It depends what you mean.....if you are referring to eviction after a judgment and execution for possession has been obtained, then they give them 48 hours before forcibly moving the tenant.
If you are talking about the initial service of a notice to quit, fourteen days notice is given for non-payment of rent before an action for eviction, summary process, can be initiated.Ask a similar question
It depends on why they are being evicted, and the stage of the proceedings.
First there's a notice to quit which is generally served by the sheriff..
Then there's the notice period (which varies depending on the reasons for eviction.)
Then they may file an actual complaint; this is also served by sheriff.
If the landlord wins possession, then after the appeals period runs the sheriff may actually evict. At that point they must give an additional 48 hours of notice.
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I agree with the others, but, depending on what stage you are in, it could be as little as 48 hours.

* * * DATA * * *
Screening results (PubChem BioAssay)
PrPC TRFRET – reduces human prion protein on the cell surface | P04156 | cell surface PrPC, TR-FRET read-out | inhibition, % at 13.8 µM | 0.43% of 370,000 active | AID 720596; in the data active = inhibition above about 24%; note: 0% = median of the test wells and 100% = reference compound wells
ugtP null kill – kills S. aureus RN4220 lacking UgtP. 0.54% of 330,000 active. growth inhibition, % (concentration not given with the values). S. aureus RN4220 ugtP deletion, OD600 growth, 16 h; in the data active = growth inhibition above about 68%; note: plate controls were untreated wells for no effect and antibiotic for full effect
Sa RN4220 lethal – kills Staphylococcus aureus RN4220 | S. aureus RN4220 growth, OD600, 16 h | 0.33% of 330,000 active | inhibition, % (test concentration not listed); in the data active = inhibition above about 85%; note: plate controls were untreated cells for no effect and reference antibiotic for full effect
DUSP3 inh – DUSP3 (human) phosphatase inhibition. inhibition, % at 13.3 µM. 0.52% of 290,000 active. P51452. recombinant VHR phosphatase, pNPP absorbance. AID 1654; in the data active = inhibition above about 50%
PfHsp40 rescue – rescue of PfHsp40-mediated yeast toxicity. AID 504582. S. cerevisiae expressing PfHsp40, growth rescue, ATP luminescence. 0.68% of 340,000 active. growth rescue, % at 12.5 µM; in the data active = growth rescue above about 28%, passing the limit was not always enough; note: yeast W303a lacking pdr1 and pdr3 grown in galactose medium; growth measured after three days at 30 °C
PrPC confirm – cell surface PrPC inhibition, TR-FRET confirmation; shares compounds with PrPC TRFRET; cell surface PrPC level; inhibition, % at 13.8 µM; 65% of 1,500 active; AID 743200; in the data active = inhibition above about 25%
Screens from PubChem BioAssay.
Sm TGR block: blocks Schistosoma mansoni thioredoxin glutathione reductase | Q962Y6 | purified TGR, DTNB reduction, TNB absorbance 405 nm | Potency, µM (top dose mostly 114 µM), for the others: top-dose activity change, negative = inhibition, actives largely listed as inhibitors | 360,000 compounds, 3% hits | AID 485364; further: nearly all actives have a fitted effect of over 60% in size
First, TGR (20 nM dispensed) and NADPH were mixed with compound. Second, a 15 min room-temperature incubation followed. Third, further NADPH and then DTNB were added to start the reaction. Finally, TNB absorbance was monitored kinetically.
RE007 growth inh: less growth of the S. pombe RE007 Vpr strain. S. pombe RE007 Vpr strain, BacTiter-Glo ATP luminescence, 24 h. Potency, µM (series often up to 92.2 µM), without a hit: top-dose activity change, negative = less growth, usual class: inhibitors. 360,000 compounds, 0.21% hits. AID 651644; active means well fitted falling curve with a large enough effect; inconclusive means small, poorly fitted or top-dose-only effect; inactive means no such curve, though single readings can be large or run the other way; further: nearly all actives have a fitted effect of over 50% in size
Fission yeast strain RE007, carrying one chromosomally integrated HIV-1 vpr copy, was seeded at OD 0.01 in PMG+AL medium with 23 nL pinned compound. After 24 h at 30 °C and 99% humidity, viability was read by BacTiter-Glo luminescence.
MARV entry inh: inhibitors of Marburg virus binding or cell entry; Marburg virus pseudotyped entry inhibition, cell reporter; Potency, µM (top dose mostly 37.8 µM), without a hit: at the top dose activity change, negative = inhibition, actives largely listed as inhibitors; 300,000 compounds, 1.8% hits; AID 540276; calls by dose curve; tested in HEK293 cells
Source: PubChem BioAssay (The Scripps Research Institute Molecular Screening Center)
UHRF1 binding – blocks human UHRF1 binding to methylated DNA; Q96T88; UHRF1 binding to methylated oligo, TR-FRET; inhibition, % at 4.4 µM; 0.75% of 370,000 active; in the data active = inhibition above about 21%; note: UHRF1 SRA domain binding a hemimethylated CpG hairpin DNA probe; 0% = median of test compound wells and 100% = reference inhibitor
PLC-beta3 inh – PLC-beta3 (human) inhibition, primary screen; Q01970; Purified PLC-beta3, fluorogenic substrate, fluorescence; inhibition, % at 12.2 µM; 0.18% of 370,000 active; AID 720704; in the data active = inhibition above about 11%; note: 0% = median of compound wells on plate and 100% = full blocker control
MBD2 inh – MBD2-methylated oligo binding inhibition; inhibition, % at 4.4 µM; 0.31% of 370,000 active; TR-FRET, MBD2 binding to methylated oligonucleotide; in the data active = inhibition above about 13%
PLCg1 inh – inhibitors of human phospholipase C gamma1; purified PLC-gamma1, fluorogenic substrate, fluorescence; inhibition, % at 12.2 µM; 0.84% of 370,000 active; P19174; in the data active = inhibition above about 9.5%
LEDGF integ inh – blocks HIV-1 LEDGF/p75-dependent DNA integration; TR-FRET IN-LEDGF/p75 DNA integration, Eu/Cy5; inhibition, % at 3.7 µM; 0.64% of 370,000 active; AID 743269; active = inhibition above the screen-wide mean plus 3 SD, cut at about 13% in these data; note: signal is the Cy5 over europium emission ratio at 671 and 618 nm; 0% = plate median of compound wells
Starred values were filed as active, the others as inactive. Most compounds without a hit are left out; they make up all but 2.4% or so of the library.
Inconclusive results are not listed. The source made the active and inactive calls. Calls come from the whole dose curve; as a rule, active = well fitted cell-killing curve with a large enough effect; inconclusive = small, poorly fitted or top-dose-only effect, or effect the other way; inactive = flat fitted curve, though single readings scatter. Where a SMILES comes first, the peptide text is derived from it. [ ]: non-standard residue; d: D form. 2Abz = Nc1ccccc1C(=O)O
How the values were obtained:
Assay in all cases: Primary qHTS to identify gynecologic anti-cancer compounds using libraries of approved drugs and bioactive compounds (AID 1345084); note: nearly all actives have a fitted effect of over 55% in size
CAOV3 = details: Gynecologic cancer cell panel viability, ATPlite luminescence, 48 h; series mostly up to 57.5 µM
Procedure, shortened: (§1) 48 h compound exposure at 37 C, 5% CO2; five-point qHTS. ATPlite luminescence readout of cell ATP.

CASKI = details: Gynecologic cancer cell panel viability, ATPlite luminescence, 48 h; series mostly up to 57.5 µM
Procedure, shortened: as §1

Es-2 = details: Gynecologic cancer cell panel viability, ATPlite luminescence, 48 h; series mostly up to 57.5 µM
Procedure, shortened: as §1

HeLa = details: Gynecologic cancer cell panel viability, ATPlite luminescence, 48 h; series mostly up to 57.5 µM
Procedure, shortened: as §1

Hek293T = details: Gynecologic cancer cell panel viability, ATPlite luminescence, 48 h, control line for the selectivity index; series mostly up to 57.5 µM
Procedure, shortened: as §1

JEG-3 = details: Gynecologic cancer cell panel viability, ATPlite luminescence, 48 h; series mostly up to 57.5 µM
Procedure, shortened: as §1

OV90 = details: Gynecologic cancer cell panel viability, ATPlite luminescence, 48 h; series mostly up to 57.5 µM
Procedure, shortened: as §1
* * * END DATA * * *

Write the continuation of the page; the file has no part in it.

Christopher Vaughn-Martel is a Massachusetts lawyer with the firm of Vaughn-Martel Law in Boston, Massachusetts. All answers are based on generalized Massachusetts law and the limited facts presented by the questioner. All answers are provided to the general public for educational purposes only and no attorney-client relationship is formed by providing an answer to a question. If you would like an attorney with Vaughn-Martel Law to review your specific situation and provide you with legal options or information specific to you, you may schedule a telephone or office by calling 617-357-4898 or visiting us at www.vaughnmartel.com. Our office charges $100.00 for a consultation, and applies your consultation fee to your first bill if the Firm is hired to perform further work.Ask a similar question